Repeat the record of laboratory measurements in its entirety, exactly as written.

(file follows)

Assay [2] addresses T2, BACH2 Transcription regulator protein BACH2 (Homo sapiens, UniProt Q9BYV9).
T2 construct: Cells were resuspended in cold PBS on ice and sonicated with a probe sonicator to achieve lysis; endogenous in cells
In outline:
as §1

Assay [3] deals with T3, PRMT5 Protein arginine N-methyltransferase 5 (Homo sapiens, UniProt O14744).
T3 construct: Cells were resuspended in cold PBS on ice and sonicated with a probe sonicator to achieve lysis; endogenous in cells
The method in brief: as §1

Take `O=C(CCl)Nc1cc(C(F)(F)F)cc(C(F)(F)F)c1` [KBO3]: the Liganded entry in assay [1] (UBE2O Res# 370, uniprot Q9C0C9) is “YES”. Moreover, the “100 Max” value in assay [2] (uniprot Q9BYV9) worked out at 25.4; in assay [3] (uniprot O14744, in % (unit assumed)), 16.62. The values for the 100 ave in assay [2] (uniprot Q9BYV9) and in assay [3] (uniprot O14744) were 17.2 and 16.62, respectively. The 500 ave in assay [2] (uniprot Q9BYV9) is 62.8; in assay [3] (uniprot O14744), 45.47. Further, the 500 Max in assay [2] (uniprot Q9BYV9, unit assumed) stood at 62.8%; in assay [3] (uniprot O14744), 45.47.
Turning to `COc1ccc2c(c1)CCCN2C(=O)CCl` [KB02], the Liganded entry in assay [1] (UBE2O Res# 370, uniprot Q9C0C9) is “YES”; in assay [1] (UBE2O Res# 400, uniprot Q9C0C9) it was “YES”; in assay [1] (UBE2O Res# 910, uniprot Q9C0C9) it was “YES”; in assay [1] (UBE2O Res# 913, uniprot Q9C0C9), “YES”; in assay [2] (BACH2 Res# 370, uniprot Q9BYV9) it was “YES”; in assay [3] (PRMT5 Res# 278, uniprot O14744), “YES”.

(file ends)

Assay [2] addresses T2, BACH2 Transcription regulator protein BACH2 (Homo sapiens, UniProt Q9BYV9).
T2 construct: Cells were resuspended in cold PBS on ice and sonicated with a probe sonicator to achieve lysis; endogenous in cells
In outline:
as §1

Assay [3] deals with T3, PRMT5 Protein arginine N-methyltransferase 5 (Homo sapiens, UniProt O14744).
T3 construct: Cells were resuspended in cold PBS on ice and sonicated with a probe sonicator to achieve lysis; endogenous in cells
The method in brief: as §1

Take `O=C(CCl)Nc1cc(C(F)(F)F)cc(C(F)(F)F)c1` [KBO3]: the Liganded entry in assay [1] (UBE2O Res# 370, uniprot Q9C0C9) is “YES”. Moreover, the “100 Max” value in assay [2] (uniprot Q9BYV9) worked out at 25.4; in assay [3] (uniprot O14744, in % (unit assumed)), 16.62. The values for the 100 ave in assay [2] (uniprot Q9BYV9) and in assay [3] (uniprot O14744) were 17.2 and 16.62, respectively. The 500 ave in assay [2] (uniprot Q9BYV9) is 62.8; in assay [3] (uniprot O14744), 45.47. Further, the 500 Max in assay [2] (uniprot Q9BYV9, unit assumed) stood at 62.8%; in assay [3] (uniprot O14744), 45.47.
Turning to `COc1ccc2c(c1)CCCN2C(=O)CCl` [KB02], the Liganded entry in assay [1] (UBE2O Res# 370, uniprot Q9C0C9) is “YES”; in assay [1] (UBE2O Res# 400, uniprot Q9C0C9) it was “YES”; in assay [1] (UBE2O Res# 910, uniprot Q9C0C9) it was “YES”; in assay [1] (UBE2O Res# 913, uniprot Q9C0C9), “YES”; in assay [2] (BACH2 Res# 370, uniprot Q9BYV9) it was “YES”; in assay [3] (PRMT5 Res# 278, uniprot O14744), “YES”.